In the fable of the Eagle and the Chicken, an eagle is raised as a chicken. It acts like a chicken. The eagle believes it’s a chicken and is limited to the abilities of a chicken as long as he’s restricted to the barnyard and chicken coop. A naturalist arrives and attempts to get the eagle to soar among the clouds, but the eagle won’t do it.
In a final attempt to help the eagle, the naturalist transports the regal bird to a nearby mountain. With exposure to a new environment, the eagle slowly stretches its massive wings. Then, it soars high into the sky as it was always meant to do.
This fable demonstrates what can happen when troubled teens are given the opportunity to replace negative habits and behaviors with positive ones as they spend time in constructive rehabilitation programs. They spread their wings and begin to feel good about themselves in the new environment. Wonder why this story is important to your teen’s recovery?
Parents play a vital role in recovery
Parents can learn and grow along with their child or they can reinforce their child’s negative habits and strengthen damaging patterns. They may unwittingly present obstacles to their child’s full recovery. Upon a teen’s return from treatment, he can revert back to poor habits if the home environment has failed to change. Parents must have a plan in place to overcome the negative thoughts, beliefs and values that he was practicing prior to entering the rehab center.
Teens in recovery must continually and consistently replace the existing negative habits and behaviors with positive ones to increase the odds of success. If parents don’t have a solid plan in place, the void produced by eliminating the habits that originally sent your teen down the rabbit hole will most likely be filled with negative behaviors again.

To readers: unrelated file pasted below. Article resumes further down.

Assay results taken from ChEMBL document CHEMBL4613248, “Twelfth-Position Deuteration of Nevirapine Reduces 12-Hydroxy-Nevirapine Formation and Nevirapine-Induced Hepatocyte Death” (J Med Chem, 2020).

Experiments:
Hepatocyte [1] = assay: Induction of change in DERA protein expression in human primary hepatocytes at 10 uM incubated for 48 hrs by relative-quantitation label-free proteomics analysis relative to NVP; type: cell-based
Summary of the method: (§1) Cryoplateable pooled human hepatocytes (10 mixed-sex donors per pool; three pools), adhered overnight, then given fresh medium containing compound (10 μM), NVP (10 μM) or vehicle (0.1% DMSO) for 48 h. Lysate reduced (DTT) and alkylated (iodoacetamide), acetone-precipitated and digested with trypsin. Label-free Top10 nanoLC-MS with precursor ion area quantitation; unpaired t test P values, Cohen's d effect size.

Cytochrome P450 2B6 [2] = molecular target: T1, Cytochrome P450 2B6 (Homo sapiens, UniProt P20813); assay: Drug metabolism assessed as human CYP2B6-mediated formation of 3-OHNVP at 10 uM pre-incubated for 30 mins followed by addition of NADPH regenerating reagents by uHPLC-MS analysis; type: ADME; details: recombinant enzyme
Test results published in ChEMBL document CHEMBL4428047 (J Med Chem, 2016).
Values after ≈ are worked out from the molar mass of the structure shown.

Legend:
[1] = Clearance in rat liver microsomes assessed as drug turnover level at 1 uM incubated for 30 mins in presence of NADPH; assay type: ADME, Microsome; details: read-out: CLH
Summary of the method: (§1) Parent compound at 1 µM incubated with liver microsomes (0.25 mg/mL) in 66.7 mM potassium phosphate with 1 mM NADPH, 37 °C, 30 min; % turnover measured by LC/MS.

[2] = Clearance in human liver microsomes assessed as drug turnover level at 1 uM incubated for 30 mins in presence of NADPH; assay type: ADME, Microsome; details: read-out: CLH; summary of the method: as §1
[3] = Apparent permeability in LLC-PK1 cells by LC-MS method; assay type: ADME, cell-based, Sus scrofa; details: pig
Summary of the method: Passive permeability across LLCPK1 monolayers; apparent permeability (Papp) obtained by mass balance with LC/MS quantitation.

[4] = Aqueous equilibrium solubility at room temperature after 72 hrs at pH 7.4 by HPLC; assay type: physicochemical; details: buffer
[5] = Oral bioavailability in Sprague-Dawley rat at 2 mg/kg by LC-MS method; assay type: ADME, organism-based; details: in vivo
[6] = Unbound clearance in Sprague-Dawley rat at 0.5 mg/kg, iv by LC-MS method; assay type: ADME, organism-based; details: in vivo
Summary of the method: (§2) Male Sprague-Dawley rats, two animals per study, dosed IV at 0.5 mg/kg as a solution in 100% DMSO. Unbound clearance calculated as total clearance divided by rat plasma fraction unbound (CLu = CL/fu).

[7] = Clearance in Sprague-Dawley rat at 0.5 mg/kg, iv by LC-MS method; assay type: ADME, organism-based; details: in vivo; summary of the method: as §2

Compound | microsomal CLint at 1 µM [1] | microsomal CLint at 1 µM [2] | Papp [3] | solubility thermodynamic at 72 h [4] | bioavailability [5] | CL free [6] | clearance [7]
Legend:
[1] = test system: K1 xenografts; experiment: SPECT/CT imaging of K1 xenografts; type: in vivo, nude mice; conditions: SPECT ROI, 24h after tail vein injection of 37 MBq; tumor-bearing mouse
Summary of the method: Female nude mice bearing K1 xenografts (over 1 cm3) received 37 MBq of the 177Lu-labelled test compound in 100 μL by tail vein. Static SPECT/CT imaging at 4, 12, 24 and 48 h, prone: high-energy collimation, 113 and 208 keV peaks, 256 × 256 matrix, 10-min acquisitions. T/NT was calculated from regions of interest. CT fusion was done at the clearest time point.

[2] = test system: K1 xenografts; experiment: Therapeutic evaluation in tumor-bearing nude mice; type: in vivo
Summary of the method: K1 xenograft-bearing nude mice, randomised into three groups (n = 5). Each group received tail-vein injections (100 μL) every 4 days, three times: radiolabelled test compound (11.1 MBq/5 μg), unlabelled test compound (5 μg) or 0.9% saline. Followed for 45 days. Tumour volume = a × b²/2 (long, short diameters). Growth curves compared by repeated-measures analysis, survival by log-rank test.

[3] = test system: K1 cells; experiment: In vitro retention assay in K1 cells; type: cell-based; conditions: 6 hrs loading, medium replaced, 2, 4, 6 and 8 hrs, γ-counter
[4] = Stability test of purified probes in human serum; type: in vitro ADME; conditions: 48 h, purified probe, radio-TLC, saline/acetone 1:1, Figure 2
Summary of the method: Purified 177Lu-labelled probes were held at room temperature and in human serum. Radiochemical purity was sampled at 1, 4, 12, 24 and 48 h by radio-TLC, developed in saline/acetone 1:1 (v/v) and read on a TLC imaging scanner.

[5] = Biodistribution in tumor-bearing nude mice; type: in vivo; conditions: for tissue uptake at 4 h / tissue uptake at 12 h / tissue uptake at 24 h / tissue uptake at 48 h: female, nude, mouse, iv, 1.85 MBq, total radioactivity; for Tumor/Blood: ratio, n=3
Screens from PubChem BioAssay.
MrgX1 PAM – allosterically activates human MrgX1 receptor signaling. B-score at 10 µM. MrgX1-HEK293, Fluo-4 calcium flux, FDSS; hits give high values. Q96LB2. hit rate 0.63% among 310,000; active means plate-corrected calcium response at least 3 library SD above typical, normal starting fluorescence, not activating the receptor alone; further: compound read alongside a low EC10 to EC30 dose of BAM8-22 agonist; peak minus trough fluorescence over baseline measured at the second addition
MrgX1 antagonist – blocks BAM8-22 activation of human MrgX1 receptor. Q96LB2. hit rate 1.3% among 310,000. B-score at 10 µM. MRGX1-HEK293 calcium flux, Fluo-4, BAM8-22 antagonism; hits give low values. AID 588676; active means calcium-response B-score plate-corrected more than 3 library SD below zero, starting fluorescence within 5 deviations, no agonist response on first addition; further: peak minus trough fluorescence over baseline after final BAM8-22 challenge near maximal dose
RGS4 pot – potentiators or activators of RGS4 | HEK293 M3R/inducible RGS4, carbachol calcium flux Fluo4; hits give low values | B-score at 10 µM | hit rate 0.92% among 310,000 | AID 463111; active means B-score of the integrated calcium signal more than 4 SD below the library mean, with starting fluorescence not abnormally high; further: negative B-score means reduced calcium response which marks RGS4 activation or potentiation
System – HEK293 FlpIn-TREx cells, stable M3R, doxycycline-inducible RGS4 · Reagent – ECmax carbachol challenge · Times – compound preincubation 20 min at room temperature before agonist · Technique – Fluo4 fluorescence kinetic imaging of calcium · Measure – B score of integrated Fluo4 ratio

So what can parents do to help their teens during and after treatment to achieve full recovery?
- Before committing to a treatment facility program, ask the center’s counselors questions about how to improve the odds of success for your child. If they don’t appear eager to work with you, immediately find another program. There are more than 14,500 specialized drug treatment facilities in the U.S. providing counseling, behavioral therapy, medication, and other types of services.1 Look for a facility that is ‘in-network’ for insurance purposes.
- Attend the rehab center’s parent orientation to discuss family structure, develop a new container, learn and practice mirroring and validation exercises with counselors.
- Consider attending Al-Anon The Al-Anon organization supports family and friends of the recovering individual and operates on the belief that changed attitudes can aid in recovery.
- Appreciate the many gifts surrounding you each day – health, home, music, etc. Your child will model your behavior of gratitude.2
- Open up to the uncertainty that life brings. It’s possibly the best modeling a parent can provide.2
- Encourage and validate feelings to develop a connection with vulnerability – your child with his and you with yours.2
Helping your teen soar like an eagle into full recovery can be one of the greatest gifts that you give her. Evaluate your beliefs about the situation and your teen’s abilities. How do these beliefs influence your relationship with your teen and potentially affect his recovery?
If you’d like help getting started, call me. I’ve had experience in this area.